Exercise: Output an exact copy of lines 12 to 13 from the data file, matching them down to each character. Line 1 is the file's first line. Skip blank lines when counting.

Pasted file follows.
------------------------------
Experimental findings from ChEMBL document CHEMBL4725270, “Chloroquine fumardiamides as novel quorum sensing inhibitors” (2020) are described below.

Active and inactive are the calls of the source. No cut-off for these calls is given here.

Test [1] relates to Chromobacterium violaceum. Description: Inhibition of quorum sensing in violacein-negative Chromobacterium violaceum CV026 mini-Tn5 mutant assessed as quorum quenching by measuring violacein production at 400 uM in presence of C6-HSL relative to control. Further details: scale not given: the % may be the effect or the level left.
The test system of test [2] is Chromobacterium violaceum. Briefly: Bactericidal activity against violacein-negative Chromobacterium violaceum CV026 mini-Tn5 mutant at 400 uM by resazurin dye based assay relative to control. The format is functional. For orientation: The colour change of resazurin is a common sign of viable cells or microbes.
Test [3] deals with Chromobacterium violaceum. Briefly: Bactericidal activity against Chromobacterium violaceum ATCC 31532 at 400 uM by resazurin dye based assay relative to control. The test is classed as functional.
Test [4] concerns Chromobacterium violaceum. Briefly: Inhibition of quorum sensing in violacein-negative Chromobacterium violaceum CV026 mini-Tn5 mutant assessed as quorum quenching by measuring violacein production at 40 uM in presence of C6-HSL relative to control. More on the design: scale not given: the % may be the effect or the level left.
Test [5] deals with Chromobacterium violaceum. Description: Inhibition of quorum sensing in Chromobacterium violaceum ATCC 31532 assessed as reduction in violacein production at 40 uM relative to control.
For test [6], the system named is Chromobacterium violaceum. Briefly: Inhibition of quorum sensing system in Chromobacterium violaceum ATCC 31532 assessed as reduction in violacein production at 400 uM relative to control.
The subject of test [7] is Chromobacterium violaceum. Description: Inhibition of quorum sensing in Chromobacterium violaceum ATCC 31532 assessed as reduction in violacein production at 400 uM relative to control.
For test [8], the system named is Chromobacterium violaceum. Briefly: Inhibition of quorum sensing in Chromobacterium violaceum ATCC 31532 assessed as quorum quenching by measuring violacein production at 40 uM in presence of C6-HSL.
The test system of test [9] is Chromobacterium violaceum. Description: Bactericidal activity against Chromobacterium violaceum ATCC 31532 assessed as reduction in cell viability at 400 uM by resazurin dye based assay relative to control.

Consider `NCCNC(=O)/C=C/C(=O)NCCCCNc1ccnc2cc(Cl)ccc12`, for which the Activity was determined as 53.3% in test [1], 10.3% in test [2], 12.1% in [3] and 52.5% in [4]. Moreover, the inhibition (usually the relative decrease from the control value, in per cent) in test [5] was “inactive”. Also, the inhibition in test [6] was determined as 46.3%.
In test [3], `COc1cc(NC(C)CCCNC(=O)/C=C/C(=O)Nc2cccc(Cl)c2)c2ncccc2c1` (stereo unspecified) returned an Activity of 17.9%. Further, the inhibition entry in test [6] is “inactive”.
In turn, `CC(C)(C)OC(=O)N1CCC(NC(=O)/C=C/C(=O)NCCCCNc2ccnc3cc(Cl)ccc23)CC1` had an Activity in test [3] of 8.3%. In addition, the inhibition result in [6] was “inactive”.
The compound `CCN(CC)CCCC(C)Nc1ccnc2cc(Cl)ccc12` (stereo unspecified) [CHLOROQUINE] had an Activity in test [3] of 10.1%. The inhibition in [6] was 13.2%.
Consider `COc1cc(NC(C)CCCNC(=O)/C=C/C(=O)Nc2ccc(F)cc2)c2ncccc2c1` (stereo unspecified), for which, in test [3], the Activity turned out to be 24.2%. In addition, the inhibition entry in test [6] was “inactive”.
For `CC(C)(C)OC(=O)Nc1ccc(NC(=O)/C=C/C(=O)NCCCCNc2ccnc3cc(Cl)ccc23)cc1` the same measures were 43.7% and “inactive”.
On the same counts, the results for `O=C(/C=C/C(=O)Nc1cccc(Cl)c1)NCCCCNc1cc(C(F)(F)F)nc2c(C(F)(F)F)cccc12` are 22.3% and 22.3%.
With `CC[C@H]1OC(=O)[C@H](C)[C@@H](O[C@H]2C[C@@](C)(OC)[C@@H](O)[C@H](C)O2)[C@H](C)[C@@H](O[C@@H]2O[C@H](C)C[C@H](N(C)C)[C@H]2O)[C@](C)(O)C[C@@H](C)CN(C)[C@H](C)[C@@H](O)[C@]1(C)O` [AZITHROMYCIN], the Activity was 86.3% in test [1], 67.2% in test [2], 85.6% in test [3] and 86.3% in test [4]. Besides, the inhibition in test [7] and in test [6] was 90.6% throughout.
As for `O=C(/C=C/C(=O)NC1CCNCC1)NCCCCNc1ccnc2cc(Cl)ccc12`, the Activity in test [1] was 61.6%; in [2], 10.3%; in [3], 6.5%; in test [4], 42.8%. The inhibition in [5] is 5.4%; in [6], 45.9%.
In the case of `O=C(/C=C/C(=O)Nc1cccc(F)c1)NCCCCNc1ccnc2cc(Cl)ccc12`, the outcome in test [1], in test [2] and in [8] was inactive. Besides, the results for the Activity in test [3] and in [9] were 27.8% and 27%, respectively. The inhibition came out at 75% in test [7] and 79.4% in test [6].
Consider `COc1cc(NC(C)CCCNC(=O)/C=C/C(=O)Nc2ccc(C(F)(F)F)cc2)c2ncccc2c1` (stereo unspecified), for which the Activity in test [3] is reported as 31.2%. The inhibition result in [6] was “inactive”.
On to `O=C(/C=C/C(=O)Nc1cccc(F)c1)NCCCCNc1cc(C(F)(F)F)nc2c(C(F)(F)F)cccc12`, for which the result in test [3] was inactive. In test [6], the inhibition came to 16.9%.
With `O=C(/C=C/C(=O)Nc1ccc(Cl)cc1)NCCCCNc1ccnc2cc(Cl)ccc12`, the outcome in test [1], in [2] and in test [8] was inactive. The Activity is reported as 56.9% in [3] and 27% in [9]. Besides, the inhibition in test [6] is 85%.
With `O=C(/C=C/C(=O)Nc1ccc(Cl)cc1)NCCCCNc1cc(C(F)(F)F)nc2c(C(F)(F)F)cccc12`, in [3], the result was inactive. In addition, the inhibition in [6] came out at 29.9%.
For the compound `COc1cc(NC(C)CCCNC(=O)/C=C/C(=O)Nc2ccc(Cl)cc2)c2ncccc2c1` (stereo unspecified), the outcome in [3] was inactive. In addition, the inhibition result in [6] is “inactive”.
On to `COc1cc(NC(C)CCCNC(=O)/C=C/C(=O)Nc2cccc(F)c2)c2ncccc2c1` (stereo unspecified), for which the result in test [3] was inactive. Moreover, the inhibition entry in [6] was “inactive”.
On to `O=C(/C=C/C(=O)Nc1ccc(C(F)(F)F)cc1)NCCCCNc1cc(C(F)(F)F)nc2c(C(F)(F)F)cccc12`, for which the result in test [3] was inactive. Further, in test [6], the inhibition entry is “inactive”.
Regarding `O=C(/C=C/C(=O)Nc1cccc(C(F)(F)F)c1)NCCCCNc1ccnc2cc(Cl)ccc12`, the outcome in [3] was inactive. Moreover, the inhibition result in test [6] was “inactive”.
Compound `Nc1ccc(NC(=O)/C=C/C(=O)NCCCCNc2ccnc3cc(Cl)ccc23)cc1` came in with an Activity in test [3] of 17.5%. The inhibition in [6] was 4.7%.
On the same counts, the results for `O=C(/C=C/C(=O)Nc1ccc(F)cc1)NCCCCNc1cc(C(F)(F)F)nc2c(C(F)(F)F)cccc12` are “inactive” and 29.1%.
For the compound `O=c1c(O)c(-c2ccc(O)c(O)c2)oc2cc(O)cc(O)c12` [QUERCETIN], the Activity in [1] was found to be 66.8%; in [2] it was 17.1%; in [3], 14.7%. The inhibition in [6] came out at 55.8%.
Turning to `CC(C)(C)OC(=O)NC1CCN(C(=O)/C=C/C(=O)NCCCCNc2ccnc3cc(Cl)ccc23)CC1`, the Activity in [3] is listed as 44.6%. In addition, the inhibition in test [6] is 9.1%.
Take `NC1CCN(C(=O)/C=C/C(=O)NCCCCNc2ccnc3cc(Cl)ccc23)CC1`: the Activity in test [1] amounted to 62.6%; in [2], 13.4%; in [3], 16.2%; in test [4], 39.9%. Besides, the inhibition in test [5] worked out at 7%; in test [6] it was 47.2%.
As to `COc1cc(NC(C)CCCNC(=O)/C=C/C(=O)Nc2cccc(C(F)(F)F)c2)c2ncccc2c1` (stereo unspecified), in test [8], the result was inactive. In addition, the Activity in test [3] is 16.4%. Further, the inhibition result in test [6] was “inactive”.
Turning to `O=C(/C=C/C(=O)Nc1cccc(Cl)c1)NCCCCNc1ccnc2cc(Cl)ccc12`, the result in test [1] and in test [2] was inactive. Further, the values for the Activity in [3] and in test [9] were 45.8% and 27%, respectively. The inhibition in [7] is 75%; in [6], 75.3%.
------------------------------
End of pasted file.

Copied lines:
Consider `NCCNC(=O)/C=C/C(=O)NCCCCNc1ccnc2cc(Cl)ccc12`, for which the Activity was determined as 53.3% in test [1], 10.3% in test [2], 12.1% in [3] and 52.5% in [4]. Moreover, the inhibition (usually the relative decrease from the control value, in per cent) in test [5] was “inactive”. Also, the inhibition in test [6] was determined as 46.3%.
In test [3], `COc1cc(NC(C)CCCNC(=O)/C=C/C(=O)Nc2cccc(Cl)c2)c2ncccc2c1` (stereo unspecified) returned an Activity of 17.9%. Further, the inhibition entry in test [6] is “inactive”.